“It’s paramount. Without these tools, we could have lapses in communication that might cause half a million in change orders.”
The goal is visibility. It’s giving everyone access to the information they need, when they need it.
When brickwork fell behind at the visiting quarters on Scott Air Force Base, it had a cascading effect on window installation. A construction foreman suggested installing metal support tabs on every window to hold them in place until the brickwork could catch up. But how would that affect the project’s long-term schedule? What would’ve taken hours to solve on the drafting table, Alex could verify in seconds with P6.
“It was very satisfying to plug the solution and see, ‘Oh yeah, we’re on time.’ And then communicate that to the owner instead of arguing about being behind.”
Alex’s innovative approach to applying technology isn’t just limited to scheduling. He’s also found new ways to use familiar technology.
For example, the 3D modeling software Navisworks doesn’t just show clients what the finished building will look like. It helps The Korte Company prevent mistakes at every step of a project. If one subcontractor installs roof drains at a specific slope percentage for proper run-off, but another decides to place an AC duct in the same spot, Korte’s modeling process catches those oversights. Filtering this information through the software stops problems before they ever start.
“Navis itself is not new to Korte, but it is new to our efforts on the project management side. Ideally, folks in the field can reference the model just as reliably as paper drawings. So they could take measurements from it, move certain drain pipes or mechanical ducts around in it to see a certain configuration. This is about minimizing conflicts as much as possible, so everyone is on the same page.”
At the end of the day, it’s always about people
Alex depends on a whole suite of other technologies — Procore, Primavera, Revit, Bluebeam Revu, Holo Builder — but “technology” is only part of his job title. The “management” might be the most important part of what he does every day.
By Alex’s estimation, he spends more than 40 percent of his time developing people. He oversees more than 20 employees. His mission is to facilitate the right conversations around how and when to use the software he’s introduced, even when it boils down to simple “data hygiene” fixes, which can mean uniform naming conventions or organization.
Whether it’s small or big solutions, his efforts have big impacts on job sites. From helping buildings go up to keeping subcontractors safe through proper phasing, Alex knows first-hand just how much scheduling software like P6 can simplify someone’s day… if they know how to use it.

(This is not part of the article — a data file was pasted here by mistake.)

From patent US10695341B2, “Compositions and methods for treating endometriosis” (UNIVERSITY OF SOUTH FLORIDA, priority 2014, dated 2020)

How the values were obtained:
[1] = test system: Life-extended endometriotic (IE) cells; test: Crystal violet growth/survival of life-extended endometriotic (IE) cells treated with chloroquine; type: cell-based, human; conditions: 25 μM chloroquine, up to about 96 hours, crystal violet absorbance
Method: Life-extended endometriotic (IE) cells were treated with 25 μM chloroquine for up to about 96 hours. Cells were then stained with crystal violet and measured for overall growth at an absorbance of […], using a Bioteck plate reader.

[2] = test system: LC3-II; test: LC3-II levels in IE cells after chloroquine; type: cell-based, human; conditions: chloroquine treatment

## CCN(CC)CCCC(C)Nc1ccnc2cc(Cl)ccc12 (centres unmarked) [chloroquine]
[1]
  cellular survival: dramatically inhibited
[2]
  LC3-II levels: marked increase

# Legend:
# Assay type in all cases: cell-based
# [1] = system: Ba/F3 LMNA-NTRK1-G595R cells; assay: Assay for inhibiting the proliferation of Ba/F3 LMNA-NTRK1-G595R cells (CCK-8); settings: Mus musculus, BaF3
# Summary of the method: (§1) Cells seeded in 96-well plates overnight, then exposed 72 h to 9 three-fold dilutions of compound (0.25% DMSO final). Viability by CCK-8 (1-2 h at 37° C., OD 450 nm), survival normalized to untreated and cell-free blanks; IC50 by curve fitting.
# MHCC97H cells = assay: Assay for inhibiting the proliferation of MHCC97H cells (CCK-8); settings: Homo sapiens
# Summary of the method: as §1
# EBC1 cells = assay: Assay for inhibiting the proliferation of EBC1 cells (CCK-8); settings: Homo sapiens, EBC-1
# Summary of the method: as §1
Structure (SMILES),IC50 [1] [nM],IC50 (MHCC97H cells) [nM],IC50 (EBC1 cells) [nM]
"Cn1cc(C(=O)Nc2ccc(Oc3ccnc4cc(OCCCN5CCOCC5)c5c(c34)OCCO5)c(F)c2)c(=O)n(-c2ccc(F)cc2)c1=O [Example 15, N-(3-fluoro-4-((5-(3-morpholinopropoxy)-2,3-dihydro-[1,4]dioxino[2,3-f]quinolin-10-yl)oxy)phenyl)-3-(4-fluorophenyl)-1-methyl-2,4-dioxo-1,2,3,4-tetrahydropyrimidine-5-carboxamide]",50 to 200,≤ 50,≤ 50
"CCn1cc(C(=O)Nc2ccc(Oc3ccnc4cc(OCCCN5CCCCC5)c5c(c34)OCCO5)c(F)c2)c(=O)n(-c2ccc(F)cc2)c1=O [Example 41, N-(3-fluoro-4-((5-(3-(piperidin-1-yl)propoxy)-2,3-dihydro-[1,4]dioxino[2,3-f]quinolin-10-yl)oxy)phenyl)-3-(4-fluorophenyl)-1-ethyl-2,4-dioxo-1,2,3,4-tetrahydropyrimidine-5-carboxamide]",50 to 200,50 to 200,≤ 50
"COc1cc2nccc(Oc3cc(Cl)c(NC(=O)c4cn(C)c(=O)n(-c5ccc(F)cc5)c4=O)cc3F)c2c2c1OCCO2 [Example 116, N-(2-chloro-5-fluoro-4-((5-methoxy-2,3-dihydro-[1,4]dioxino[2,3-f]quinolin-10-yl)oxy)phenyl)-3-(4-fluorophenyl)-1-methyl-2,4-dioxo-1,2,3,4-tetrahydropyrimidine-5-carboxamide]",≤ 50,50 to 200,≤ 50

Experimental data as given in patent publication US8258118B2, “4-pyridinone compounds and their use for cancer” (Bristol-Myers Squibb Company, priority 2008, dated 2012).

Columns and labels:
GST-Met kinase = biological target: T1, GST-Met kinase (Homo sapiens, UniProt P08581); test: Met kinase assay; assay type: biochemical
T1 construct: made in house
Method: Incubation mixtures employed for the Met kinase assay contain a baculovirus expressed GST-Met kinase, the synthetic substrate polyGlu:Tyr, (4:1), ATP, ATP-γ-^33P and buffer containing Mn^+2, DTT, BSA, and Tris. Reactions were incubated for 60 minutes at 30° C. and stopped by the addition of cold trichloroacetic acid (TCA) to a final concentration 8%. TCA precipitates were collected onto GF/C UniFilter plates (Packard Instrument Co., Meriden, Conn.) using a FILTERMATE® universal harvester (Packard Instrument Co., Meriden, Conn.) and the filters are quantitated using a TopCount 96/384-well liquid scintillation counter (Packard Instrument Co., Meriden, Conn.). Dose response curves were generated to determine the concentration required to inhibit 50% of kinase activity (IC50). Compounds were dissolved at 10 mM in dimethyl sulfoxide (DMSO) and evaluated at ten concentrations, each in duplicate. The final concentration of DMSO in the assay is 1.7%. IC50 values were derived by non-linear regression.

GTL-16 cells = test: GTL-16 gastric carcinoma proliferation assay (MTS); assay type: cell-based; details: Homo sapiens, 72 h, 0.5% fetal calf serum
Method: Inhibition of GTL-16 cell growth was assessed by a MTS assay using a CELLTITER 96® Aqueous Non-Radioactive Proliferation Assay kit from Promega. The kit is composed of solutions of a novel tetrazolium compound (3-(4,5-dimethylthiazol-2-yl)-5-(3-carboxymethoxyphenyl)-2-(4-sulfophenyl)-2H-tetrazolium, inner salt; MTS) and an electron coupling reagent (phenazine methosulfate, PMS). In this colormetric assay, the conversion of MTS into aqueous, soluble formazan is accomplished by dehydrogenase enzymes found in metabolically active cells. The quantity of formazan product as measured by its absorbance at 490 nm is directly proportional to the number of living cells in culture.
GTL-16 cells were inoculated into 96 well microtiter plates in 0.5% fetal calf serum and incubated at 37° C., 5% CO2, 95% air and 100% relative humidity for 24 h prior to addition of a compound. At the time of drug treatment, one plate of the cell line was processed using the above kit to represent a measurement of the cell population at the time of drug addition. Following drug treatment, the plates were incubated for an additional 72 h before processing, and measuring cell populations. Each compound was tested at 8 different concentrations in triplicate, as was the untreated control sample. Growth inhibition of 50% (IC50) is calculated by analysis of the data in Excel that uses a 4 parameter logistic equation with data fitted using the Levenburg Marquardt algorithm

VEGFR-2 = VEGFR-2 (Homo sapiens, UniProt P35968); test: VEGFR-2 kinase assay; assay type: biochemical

But getting other employees to trust and use that technology isn’t always easy. That’s where his time in the field comes in handy.
“It’s a familiarity issue with being able to shoot the bull with the folks on site and know what they’re actually talking about, speaking the language. If you’re not familiar with those folks in the field, they’re not going to listen to you because they don’t trust that you can empathize with what they’re actually doing on a day-to-day basis, which is different from what happens in the office.”
When Alex joined The Korte Company, he thought the most satisfying part of his career would be about watching real buildings go up on projects like the Harrisburg Medical Center, Cannon Air Force Base, Monroe-Greg School District and the Montezuma Creek Community Health Center. But his favorite moments now come from helping his own colleagues.
“That’s why I do it. When you see the proverbial light bulb go on for field folks, that’s the most you can ask for. It means the software is going to enable them to do their jobs better and inform what we do back in the office better. That’s an awesome experience.”
It’s because of Eau Claire
When he’s not on the clock, Alex is a family man. He lives in St. Louis with his wife, Emily. Earlier this year, they welcomed their first child, Evelyn, into the world. Right now, his focus is at home, from cooking for his family to working on their new house. He even built his own desk for his home office.
“It’s an ongoing project, all the things I want to knock out. But I just like to be outside with my wife, daughter and dog as much as possible.”
When time allows, they go back to his hometown. That’s where his two younger siblings still live. It’s also where his parents met, became high school sweethearts, and got married. It’ll always be home. These trips back to Eau Claire are important for Alex because it’s how recharges and reconnects.
And it reminds him that the community he came from taught him how to build community at work.
“That’s been helpful as a larger loop within my life, for sure. My parents always lived in that town, and we have a large social network. I think that’s helped me be a better communicator because I’m always talking to my friends, parents, relatives, this big group of folks. In hindsight, that has helped me have clear conversations with the guys and gals out in the field when I’m trying to teach them software.”
When Alex thinks about his success at The Korte Company, he likens its culture to that of his own hometown.
“It really manifests in approachability. If you have a question for someone, there’s no hesitancy built into how folks talk at Korte. It’s open and loose in a good way, and I hope to set that culture and tone with all the folks that report to me, too.”